I absolutely agree with this. Having fed dogs a high amount of cooked protein for the majority of their lives, there is no comparison on how well they do with that, compared with if I add any grains or starches to make up more of their meal. My dogs do so well that when I take them to the vet and they are sick, the vets try to tell me that they aren't really sick because they look too good :rolleyes2:

However, when you talk about *processed* food that is high in protein, that is different because of the altered state of the food, AND the companies have their own "mix" of nutrients which may or may not be right for the dog.

Mika140, yes, some things on the blood test can be higher if a meal was consumed earlier, like BUN and glucose, though I don't remember what other things....if I have a scheduled blood test, I always fast so that I can compare numbers in my spreadsheet at home. Sometimes of course that's not possible, when they suddenly get sick and need bloodwork :(
 

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what is ash with respect to kibble?
Ash is anything that does not burn, so it is generally mineral content, the best sources of meat meal and meat by-product meal are called "low ash" grades but even if these are used more meat means more ash and more ash for some dogs is a problem.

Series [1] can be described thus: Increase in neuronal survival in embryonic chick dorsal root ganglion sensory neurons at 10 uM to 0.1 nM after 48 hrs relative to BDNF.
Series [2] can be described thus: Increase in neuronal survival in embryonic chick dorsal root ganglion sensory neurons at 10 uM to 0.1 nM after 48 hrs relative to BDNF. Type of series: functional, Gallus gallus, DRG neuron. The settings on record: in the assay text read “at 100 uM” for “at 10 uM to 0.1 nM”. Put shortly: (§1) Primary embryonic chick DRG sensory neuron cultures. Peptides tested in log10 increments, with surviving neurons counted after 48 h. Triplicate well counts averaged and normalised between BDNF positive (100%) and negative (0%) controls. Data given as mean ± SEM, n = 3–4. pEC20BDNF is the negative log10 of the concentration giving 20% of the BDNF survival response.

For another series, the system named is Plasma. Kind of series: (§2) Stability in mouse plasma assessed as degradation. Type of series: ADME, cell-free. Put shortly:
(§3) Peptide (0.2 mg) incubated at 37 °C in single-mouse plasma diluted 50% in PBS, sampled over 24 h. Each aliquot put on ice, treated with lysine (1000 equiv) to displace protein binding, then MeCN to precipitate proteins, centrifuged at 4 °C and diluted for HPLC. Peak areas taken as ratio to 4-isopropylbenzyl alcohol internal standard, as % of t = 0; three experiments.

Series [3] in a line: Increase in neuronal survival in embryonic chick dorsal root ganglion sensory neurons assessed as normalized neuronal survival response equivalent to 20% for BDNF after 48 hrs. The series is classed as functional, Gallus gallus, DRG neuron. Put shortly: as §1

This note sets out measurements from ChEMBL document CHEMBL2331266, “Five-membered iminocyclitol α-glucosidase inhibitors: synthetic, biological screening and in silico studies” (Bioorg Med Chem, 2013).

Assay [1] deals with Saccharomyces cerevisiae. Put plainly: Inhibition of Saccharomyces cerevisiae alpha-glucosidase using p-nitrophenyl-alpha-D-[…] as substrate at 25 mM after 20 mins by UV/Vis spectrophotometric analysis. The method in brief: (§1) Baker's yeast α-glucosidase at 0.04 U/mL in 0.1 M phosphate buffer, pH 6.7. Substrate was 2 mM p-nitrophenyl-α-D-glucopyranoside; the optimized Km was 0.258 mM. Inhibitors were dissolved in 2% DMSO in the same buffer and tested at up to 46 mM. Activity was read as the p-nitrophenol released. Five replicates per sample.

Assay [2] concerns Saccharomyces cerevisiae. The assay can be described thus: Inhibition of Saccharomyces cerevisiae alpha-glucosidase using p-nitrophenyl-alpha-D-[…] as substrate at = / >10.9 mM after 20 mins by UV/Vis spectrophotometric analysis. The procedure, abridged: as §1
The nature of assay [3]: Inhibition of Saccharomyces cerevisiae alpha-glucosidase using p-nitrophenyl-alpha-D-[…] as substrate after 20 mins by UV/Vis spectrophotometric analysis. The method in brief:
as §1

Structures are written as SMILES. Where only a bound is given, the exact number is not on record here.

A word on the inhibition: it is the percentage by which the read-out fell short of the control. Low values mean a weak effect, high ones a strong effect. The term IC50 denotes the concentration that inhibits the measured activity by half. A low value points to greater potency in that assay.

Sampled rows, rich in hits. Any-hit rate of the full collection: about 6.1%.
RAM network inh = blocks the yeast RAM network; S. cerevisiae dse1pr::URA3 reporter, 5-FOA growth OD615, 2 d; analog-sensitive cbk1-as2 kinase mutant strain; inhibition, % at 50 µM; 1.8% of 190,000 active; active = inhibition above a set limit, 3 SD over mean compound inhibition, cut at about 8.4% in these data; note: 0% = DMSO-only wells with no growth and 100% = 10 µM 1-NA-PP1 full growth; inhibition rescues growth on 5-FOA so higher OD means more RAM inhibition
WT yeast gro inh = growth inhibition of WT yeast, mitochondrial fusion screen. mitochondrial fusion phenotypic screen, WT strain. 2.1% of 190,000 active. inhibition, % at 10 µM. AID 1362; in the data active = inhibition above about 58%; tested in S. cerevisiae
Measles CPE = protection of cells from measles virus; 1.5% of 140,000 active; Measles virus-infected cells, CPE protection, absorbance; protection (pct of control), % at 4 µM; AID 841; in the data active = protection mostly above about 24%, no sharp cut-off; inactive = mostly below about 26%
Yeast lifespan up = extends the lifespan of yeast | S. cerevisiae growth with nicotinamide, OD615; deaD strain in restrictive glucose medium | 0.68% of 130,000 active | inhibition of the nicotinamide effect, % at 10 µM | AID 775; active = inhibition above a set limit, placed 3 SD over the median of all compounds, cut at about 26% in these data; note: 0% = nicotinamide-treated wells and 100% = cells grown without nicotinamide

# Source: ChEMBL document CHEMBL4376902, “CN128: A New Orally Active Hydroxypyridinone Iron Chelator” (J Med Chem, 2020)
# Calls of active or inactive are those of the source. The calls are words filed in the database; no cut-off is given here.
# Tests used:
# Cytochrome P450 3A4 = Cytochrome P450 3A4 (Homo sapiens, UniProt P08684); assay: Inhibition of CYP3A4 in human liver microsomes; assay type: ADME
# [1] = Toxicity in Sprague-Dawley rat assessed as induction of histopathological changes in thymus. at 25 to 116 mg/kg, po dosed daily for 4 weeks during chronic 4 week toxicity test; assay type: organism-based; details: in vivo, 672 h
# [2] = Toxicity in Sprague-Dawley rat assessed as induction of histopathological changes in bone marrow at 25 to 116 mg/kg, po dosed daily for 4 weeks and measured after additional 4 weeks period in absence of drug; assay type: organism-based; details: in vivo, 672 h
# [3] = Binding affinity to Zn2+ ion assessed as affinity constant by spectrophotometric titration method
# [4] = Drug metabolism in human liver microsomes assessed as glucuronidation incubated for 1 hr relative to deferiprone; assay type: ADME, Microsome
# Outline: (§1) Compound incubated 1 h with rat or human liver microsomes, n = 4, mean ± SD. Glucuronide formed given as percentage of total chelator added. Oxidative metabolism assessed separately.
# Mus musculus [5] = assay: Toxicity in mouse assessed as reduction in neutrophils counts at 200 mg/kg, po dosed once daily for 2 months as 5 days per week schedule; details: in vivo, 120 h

Ironically, some of the lowest ash meals are actually the high-grade by-product meals, which in many cases are far better for the dogs than the lower grade meat meals. These contain mostly organ meat and are really good sources of protein. Many people have a phobia about chicken or poultry by-product meals because they think that it is feathers, beaks and feet but this is not really the case. The grades used in pet food are almost always low ash, high grade varieties. It is sad this is portrayed this way on the internet. Nutritionists don't want to fight this battle anymore.

Since no companion animal needs 40% protein, I think its best to stay away from these.
 

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A raw diet is actually moderate protein, not high protein, due to the water content in the raw food.

Dr. Dodds has an article on the effect of feeding a raw diet and the fact that the "Normal" levels for kidney and liver levels may need to be slightly adjusted because they tend to be higher in rawfed dogs. She doesn't say this is a bad thing; simply that the levels are different.